The result is a “real-time” feeling that connects the audience to the experience and thus the story.
Because a film is a moving picture the universal truth is build up and ultimately revealed in the film’s climax. The audience is on an emotional journey, leaning forward and living vicariously through one or more of the film’s characters.
This means yto make a great film the filmmaker must become the first audience. They must see the unfolding of the story with fresh eyes and constantly ask:
  • Why is this scene in the movie?
  • How does it build to the universal truth and propel the story forward?
  • Is there a more entertaining way to share this important exposition?
Just in case you’re not familiar with the term “exposition” within the context I’m using it, allow me to explain.
A filmmaker will use a scene, a conversation, a voiceover, or even a action to provide set-up information. The director believes the set-up information is “absolutely” necessary for the audience to understand and more fully appreciate what’s about to happen.
It sets things up.
The director is making predictions on what he or she thinks the audience will find important. This prediction is based on a universal truth.
The audience must “universally think” it’s important or they won’t engage. If they don’t engage, your movie will fail for the same reason the comedian’s jokes failed.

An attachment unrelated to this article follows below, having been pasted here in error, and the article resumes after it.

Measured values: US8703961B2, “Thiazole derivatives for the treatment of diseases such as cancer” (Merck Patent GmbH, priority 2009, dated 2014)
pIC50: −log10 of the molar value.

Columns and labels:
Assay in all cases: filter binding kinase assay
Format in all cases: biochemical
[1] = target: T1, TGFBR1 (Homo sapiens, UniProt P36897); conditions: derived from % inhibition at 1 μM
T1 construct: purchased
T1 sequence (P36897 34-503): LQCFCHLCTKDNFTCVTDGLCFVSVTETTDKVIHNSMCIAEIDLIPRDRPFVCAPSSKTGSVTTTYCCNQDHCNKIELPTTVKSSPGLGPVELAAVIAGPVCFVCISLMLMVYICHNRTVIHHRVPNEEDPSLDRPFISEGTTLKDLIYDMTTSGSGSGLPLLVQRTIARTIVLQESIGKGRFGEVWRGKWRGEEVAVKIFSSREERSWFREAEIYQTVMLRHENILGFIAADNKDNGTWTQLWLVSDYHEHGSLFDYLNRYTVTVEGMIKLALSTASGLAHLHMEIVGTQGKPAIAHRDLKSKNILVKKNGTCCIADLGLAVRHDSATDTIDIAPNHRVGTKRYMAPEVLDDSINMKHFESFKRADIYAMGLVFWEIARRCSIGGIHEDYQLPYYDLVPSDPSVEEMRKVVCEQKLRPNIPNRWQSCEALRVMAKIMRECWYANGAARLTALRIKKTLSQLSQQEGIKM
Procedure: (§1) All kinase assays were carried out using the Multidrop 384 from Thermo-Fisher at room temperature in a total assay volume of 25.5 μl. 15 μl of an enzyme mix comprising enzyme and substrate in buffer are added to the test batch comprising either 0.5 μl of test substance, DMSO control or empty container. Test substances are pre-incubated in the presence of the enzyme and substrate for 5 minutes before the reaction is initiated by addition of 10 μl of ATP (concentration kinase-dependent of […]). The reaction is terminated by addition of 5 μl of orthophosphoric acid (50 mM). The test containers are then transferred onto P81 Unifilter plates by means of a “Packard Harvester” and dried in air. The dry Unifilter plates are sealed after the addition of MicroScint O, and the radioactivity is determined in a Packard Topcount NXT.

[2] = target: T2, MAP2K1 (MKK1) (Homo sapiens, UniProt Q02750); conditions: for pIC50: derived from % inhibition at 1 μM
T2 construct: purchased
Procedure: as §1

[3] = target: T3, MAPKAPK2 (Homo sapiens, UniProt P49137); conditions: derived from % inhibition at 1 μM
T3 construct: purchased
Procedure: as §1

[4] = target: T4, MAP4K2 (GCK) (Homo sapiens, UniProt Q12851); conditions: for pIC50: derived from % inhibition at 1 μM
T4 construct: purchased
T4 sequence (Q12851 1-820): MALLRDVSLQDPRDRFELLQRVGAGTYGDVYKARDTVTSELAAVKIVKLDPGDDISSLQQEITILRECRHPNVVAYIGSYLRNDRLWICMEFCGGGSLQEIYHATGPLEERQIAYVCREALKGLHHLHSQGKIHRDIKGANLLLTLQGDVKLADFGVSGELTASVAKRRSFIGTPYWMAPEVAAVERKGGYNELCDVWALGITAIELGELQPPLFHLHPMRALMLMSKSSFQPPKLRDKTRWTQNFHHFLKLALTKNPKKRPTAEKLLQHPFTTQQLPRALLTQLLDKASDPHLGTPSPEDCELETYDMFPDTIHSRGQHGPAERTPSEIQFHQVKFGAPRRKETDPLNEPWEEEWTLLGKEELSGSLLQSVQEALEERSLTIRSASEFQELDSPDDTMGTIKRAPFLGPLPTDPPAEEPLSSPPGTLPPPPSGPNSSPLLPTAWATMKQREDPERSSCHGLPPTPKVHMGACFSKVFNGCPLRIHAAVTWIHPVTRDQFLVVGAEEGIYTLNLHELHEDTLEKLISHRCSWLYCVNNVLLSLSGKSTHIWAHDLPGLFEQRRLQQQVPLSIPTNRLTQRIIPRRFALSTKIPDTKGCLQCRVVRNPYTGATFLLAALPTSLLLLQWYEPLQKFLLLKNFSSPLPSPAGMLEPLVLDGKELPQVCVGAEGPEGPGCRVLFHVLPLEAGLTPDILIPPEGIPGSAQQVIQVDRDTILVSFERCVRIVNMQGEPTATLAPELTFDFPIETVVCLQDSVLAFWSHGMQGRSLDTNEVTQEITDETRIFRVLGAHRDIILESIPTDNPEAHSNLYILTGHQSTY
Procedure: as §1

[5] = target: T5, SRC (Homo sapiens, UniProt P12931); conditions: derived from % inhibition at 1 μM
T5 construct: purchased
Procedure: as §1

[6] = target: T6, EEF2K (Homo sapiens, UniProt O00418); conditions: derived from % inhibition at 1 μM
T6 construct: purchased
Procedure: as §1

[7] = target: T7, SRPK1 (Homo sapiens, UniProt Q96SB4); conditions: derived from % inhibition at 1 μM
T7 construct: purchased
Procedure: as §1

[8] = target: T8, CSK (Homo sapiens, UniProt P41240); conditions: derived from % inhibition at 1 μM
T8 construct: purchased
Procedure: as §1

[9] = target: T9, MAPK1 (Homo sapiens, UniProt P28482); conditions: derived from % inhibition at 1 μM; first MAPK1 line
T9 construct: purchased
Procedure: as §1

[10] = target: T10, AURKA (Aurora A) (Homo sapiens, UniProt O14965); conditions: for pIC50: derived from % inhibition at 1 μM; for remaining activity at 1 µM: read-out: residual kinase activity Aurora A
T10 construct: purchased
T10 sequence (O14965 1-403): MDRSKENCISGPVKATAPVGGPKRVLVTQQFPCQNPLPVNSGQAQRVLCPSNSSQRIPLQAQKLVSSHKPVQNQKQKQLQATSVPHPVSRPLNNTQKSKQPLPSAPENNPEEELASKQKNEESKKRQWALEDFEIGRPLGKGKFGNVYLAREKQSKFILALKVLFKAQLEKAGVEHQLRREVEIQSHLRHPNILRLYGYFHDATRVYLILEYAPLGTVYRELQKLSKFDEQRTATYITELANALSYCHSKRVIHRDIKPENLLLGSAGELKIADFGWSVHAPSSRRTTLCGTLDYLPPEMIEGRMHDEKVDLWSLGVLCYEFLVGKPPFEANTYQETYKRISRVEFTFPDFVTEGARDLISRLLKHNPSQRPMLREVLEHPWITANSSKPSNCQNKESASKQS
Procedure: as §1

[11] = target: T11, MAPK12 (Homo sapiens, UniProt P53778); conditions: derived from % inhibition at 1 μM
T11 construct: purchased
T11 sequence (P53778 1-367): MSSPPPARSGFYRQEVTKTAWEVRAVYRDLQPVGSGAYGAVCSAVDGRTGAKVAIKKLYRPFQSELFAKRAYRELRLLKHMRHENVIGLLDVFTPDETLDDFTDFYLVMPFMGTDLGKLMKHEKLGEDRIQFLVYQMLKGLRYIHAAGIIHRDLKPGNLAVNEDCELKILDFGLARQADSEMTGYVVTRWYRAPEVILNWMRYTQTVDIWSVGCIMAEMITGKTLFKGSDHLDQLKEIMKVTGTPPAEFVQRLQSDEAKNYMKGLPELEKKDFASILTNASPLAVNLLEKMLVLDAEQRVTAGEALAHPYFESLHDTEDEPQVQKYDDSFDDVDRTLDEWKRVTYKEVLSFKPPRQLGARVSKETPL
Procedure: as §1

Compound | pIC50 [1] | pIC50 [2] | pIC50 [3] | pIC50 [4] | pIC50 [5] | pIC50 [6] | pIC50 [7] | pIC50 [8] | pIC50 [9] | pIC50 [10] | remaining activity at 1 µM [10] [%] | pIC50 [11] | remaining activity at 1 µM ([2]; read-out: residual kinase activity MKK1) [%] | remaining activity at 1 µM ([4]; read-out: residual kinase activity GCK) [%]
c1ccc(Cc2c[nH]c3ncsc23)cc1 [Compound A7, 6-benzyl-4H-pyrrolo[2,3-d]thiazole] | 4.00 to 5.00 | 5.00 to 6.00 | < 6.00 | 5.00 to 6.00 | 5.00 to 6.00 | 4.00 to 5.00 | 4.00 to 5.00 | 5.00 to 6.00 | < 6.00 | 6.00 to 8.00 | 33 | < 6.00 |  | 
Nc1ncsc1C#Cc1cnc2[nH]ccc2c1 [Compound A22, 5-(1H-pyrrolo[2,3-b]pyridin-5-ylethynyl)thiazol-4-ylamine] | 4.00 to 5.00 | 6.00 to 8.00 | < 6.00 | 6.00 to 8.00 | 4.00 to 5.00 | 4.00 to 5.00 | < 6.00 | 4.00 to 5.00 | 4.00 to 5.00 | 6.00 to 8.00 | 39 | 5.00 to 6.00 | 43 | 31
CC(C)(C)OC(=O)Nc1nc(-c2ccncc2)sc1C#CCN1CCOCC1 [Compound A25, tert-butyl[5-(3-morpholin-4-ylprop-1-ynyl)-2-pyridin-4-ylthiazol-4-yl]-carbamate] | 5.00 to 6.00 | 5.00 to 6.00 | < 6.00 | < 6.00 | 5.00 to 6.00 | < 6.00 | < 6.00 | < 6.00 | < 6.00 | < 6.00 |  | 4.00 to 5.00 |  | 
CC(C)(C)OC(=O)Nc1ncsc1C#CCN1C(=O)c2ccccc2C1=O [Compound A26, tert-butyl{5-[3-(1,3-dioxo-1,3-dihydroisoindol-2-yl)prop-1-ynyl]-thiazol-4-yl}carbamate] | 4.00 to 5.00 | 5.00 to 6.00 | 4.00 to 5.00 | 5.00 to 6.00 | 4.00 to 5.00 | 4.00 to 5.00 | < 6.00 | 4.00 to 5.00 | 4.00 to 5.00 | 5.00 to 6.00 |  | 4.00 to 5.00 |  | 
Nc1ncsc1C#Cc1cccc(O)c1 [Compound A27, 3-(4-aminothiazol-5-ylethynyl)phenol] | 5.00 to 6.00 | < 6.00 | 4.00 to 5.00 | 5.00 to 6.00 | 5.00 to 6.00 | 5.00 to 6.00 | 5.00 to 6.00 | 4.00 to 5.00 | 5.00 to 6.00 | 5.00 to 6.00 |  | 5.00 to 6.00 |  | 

It lacked a connection.
This isn’t about philosophy; it’s about understanding the inner-workings of story dynamics well enough to decide what to record and what to leave out.
That’s directing!
The “skilled storyteller” does this consciously and knows how to repeat the steps.
The “lucky storyteller” does it unconsciously and doesn’t know how to repeat these steps.
Being able to repeat the steps is why we study and why we have long term “real” success.
*Take a timeout and make sure you see the difference.  If any of it doesn’t make sense, send me an email, and I’ll break it down further for you.
It’s an important point. Don’t be shy. 
If this is your first time being exposed to these dynamics, don’t try to make sense of it all at once. It’s like an onion and the more layers you peal away, the more raw and intimate your understanding will become.
If you don’t have any answers, just keep asking questions. Clarity will follow.
I hope this email sparked a new insight and stirred things up for you. If it did, I’m glad. Please let me know what you thought and feel free to ask a question.
Stay inquisitive!
John